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Does Your Financial Advisor Have a Conflict of Interest?

Op-Med is a collection of original articles contributed by Doximity members.

Financial advisors come in all shapes, sizes, and forms of compensation. When their mode of compensation influences their recommendations, you often get advice that is not free from bias.

The most influential conflict is found when a financial advisor is actually a salesperson in disguise. If an advisor gets paid a commission for selling financial products, no matter how much they say differently, the recommendations they make are influenced by this method of compensation. They get paid better if they steer you to certain products so that is exactly what they do.

I know a physician who was compensated on a straight salary. When he got a consult for a colonoscopy, and he couldn’t easily squeeze it into his schedule, he would ask me to do the scope because he would not get paid extra for working it into his schedule. Later, when his compensation method changed to production based, he never called me again to do a colonoscopy for him. He found time to do the scope and he enjoyed the extra income it produced. Same doctor, same morals, but with a different compensation model, his behavior and recommendations changed. Financial advisors are likewise influenced by their method of compensation.

Here are some of the ways this conflict of interest could affect you.

Paying Off Debt

If you want to pay off your house and get out of debt, an advisor who is paid by assets under management will tend to recommend that you keep your home mortgage. By taking money out of the assets she manages and using that money to pay off your house, you will decrease her income. 


If there is a particular charity you want to support while you are still alive, enabling you to see the good work your money is doing, an advisor who gets paid for assets under management or commissions on selling you financial products does not want you do give those funds to charity. They may play on your fear of running out of money during retirement to encourage you to keep your money invested with them and not give that money to charity. Giving money away for any reason will result in lost income for the financial advisor. They will advise you to give the money in your will so it will not hurt their bottom line.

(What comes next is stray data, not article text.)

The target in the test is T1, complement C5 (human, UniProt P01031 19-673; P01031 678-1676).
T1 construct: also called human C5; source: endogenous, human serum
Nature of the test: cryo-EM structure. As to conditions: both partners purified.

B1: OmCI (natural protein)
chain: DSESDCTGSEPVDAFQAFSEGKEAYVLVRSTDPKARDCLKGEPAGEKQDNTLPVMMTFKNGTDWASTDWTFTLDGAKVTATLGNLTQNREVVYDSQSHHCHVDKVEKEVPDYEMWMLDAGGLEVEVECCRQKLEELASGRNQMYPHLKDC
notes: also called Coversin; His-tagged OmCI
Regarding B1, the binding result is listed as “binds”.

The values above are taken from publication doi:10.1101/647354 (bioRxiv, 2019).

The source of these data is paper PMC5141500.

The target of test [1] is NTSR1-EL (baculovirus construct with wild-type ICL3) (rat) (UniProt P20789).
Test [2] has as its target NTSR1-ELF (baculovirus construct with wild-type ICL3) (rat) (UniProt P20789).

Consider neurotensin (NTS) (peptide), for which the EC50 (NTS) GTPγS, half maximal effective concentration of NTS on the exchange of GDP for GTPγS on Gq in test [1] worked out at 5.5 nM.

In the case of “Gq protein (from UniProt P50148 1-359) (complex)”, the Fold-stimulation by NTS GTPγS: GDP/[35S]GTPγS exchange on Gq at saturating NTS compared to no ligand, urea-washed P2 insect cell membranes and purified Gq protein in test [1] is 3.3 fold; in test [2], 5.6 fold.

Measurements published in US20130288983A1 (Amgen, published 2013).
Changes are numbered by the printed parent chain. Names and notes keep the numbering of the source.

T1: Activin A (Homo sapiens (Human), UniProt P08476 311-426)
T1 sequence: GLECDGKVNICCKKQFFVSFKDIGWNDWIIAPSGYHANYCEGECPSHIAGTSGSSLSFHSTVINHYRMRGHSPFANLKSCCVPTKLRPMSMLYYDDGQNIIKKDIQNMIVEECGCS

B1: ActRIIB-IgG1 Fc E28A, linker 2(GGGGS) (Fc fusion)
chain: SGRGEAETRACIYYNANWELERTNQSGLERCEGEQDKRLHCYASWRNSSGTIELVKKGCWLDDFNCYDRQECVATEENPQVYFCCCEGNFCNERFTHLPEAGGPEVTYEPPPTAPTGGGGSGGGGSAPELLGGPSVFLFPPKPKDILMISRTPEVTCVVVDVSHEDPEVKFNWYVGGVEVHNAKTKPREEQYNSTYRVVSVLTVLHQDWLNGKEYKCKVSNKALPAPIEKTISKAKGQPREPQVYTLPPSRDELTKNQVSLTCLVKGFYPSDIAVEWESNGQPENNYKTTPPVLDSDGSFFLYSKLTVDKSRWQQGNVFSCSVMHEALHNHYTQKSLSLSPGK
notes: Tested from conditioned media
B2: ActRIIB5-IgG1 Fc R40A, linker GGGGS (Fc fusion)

Investment Options

When I first started investing, I got an advisor who I didn’t realize was a commissioned salesman. He recommended a mutual fund for my IRA and I went with his advice. I found out later that the fund he recommended was paying him the highest front load commission allowed by law. He only recommended things to me that also maximized his profit. I cut ties with him after I learned of his high commission.

If your financial advisor works for an insurance company, you will likely be steered into life insurance products, such as whole life or annuities, that will pay a huge commission to the advisor. It is interesting that whole life insurance is almost never recommended by an advisor who is not a whole life salesperson getting a commission. The same with annuities. These products are designed to produce great commissions for them but are not great investments for you. Be very leery of advice to purchase an investment from someone who gets a commission on the sale of that investment.

Spending Decisions

After we retire, we have more time to enjoy life. The older we get, the fewer years we have left for our money to last. Older retirees have more leeway to spend their money on fun things. If your advisor gets paid based on the amount of money you have invested with them, they will not be encouraging you to enjoy your hard-earned savings. At this point in your life you don’t need to maximize your earning potential, you deserve a chance to enjoy the money you have saved for retirement. 

If you want to travel on a four month world cruise for you and your spouse in a vista suite, it will cost about $90,000 for the pair of tickets. If you pull $150,000 out of a taxable retirement account in order to live this dream, it will cost your advisor who gets paid based on assets under management about $1,500 a year for the rest of your life. Or, if you decided to cash out a whole life policy for the trip, your insurance advisor will stop receiving annual commissions. If you cash in a CD, your banker will no longer have the money to lend out for higher interest loans to others. You can see why many advisors might have an incentive to push you towards not spending your money on things you would enjoy.

The bottom line here is to always be sure you know how your advisors are getting paid. If you use the phrase from the movie "All the President’s Men" and “follow the money,” you will have a handle on the potential conflicts of interest you are up against. 

The best way to hire a financial advisor is to pay them for their time. A good example is one who charges a flat fee. The worst way to hire a financial advisor is under an agreement where they get paid by commissions on the products they sell you. Pay close attention to who you turn to for your financial advice.

Dr. Cory S. Fawcett can be found blogging at and his award winning Doctors Guide book series is available on Amazon. He is a 2019–2020 Doximity Fellow.

All opinions published on Op-Med are the author’s and do not reflect the official position of Doximity or its editors. Op-Med is a safe space for free expression and diverse perspectives. For more information, or to submit your own opinion, please see our submission guidelines or email

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